LAS VEGAS — Attracting, retaining and engaging employees remains a major challenge for the convenience store industry — one that has been exacerbated by the pandemic, which pushed many workers out of stores and into new opportunities.
To combat this challenge, c-store operators are deploying numerous strategies aimed at elevating their image and showing current and prospective employees that they hear and understand them. They’re also reforming their employment policies and benefits, realizing that they need to do more to meet workers on their terms.
During an educational session at the NACS Show Monday, representatives from several c-store chains shared some of the strategies they’ve implemented to become desirable companies to work for. A key theme was offering opportunities for career advancement and reforming what many people still see as short-term, low-quality jobs.
Here are a few strategies shared by representatives from Kum & Go, Pilot, Love’s Travel Stops and others.
Converting more workers to full time
Three years ago, Kum & Go decided it needed to elevate its image as an employer and also offer better career pathways for its workers. So it converted around 2,000 part-time store workers to full-time roles. The move gave those individuals immediate access to better pay and benefits, giving them the stability — and the drive — to want to advance within the company, said Ashley Quint, division vice president at Kum & Go.
The chain also created a new employee hierarchy and elevated responsibilities for a few roles. Assistant managers began managing overnight shift leaders, while shift leaders gained new expectations around scheduling and store execution. Workers were encouraged to take ownership of a section of the store and be able to track performance as well as lead training sessions — a program referred to as “captainship.”
Kum & Go also barred “clopens” — where a worker would be present for a store’s closing and then subsequent opening the next morning — and required full-time workers to take two days off in a row, a perk that only managers had up until then.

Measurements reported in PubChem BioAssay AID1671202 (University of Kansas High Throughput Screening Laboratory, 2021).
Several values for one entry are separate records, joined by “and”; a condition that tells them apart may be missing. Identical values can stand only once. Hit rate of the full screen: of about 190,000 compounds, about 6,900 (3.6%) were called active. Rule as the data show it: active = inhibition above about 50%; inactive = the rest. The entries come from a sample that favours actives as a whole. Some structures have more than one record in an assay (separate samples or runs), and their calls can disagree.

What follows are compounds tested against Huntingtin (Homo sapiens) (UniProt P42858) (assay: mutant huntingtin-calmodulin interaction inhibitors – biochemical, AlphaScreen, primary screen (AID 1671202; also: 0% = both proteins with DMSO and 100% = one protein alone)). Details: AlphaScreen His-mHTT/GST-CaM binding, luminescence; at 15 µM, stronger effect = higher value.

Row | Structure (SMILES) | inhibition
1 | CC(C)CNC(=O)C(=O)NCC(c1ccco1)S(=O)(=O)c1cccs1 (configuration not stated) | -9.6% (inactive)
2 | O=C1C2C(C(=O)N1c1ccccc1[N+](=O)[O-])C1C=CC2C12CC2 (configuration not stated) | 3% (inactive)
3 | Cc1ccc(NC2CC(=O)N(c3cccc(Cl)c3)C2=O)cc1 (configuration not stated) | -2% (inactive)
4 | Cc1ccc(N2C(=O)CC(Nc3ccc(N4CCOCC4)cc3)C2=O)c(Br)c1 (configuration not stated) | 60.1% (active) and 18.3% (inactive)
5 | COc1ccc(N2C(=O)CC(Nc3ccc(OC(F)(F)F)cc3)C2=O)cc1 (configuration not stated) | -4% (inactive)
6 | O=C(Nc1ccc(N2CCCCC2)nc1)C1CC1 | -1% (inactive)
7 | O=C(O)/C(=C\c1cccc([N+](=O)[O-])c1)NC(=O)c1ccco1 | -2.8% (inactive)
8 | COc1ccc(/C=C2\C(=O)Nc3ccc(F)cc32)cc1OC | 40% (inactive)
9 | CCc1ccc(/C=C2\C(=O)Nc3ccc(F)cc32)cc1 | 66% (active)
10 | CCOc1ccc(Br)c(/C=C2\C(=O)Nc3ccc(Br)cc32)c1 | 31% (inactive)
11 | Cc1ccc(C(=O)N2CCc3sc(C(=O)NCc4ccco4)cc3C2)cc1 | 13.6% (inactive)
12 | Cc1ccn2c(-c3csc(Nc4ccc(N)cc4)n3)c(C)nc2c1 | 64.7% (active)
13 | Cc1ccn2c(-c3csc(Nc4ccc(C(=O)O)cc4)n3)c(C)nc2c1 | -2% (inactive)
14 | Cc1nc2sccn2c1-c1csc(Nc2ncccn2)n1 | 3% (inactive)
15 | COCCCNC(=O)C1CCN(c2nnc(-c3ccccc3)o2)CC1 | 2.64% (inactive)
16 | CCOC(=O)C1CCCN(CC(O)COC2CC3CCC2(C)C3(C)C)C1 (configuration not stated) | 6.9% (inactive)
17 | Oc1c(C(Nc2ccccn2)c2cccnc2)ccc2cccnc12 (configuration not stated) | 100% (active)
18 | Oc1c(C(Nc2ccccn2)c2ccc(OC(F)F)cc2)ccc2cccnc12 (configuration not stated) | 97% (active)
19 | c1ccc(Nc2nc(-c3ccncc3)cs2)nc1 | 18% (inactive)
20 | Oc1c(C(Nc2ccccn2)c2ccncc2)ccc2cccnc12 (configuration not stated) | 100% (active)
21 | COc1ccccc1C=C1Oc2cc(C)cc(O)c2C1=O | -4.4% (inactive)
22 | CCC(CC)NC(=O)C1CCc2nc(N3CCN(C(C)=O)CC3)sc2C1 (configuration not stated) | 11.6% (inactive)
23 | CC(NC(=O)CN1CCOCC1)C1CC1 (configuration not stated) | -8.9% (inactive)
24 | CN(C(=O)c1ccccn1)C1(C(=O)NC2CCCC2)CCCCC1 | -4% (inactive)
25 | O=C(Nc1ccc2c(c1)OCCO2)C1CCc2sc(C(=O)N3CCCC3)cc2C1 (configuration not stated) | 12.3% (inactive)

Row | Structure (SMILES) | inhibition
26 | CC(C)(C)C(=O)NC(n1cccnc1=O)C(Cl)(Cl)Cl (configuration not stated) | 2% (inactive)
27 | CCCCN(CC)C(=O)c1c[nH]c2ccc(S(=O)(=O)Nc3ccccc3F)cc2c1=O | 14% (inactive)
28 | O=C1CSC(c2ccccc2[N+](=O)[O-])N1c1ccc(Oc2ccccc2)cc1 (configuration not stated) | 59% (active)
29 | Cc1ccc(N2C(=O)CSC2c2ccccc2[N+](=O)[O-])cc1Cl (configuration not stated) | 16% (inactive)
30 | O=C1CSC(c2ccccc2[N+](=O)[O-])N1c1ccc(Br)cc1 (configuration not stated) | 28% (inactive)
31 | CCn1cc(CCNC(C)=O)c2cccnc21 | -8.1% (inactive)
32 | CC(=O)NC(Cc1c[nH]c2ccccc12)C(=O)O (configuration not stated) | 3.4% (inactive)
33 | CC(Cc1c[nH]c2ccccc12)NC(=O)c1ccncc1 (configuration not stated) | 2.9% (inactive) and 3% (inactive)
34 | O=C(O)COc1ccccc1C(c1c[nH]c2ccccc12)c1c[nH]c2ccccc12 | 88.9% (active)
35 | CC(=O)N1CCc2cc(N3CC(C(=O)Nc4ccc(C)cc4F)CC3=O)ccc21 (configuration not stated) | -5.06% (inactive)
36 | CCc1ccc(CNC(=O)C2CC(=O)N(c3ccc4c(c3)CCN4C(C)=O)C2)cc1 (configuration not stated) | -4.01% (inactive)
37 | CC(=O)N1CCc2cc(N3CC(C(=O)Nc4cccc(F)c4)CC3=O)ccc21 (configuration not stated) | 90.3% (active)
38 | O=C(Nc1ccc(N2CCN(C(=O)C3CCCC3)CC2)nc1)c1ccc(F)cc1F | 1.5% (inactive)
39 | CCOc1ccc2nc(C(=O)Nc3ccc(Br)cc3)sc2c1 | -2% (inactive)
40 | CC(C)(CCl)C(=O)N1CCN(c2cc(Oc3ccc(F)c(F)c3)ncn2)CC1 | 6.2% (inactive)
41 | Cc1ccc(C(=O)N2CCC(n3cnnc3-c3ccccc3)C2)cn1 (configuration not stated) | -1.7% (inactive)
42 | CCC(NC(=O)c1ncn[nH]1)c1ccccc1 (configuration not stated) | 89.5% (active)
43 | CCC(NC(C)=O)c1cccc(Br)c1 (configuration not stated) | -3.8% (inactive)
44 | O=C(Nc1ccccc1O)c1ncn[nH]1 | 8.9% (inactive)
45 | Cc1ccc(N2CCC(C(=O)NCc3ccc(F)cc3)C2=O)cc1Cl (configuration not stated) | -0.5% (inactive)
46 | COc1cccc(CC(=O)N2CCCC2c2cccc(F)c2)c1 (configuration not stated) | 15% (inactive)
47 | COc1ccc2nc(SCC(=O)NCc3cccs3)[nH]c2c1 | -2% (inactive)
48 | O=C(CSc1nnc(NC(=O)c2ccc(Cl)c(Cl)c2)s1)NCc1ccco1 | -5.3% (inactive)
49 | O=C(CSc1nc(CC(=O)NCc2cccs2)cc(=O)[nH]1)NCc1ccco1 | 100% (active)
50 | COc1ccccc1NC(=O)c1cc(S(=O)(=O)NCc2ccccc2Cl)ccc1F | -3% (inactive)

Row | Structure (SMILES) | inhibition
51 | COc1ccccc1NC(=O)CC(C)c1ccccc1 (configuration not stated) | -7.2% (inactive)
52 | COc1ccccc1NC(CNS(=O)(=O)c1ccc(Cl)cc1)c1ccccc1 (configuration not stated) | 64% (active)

Go digital with employee advocacy and information
RaceTrac, which operates more than 500 stores across several southern states, has a dedicated career website offering information and application tools for workers. The portal includes a description of various jobs throughout the company, a list of the company’s core values and a chatbot to help assist prospective applicants.
The company also features social media posts written by and featuring company employees. A recent TikTok video shows Joe, a store employee, talking about why he enjoys working at his RaceTrac store. Joe is also featured on the company website, underscoring the importance of content continuity across channels, said Nicole Kuhl, brand director at RaceTrac.
“In order to build your brand as an employer, it's more than just the image that you put out to the masses. It's also helping get our team members to be advocates for our companies,” she said.
Giving workers more control over their scheduling, training and other functions is becoming an increasingly popular tactic for employers. In a recent NACS employment survey, “the word ‘flexibility’ really popped,” said Jeff Lenard, vice president of strategic industry initiatives at NACS, noting that veterans, elderly employees and young workers are all looking for flexible hours and opportunities.
To help cover the uptick in paid time off that Kum & Go experienced with its full-time worker transition, the company added flexible roles that allowed part-time workers to pick up extra shifts as needed, either at their store or at a nearby location. The roles particularly appealed to college students, who enjoy being able to pick up extra work and don’t require a consistent schedule, said Quint.
Adding flexibility can also mean expanding the ways workers train, develop and engage with the company. Pilot Travel Centers allows workers to use their phones as training tools. The company offers instructional programs on its employee app. It also has QR codes on different pieces of equipment that workers can scan and then view a video showing them how to use and maintain it.
“We’re embracing the phone with our team members,” said Jamie Landis, Pilot’s vice president of team member experience, in an interview.
Highlight success stories
To encourage workers to stick around and try to advance within the company, Love’s Travel Stops publishes a bi-monthly feature via its internal channels called Love’s Ladder Stories. These include a diverse collection of workers that have gotten promoted, like Lewis Taylor, who joined Love’s as an operations manager in 2016 and became a district manager by 2019.
Love’s also runs a consumer-facing blog called Heart Beat that features employee stories and news. One recent post detailed the career journey of food manager Victor Fuentes-Alvarez and how he’s mentoring other workers after nearly 20 years with the company.
Kelsey Ryan, Love’s manager of field HR, said sharing success stories doesn’t require a blog or even a company website.
“Maybe you don't have the company intranet or employee app, but do you have an old-fashioned cork board or bulletin board somewhere where you can put up a story and celebrate somebody?” she said.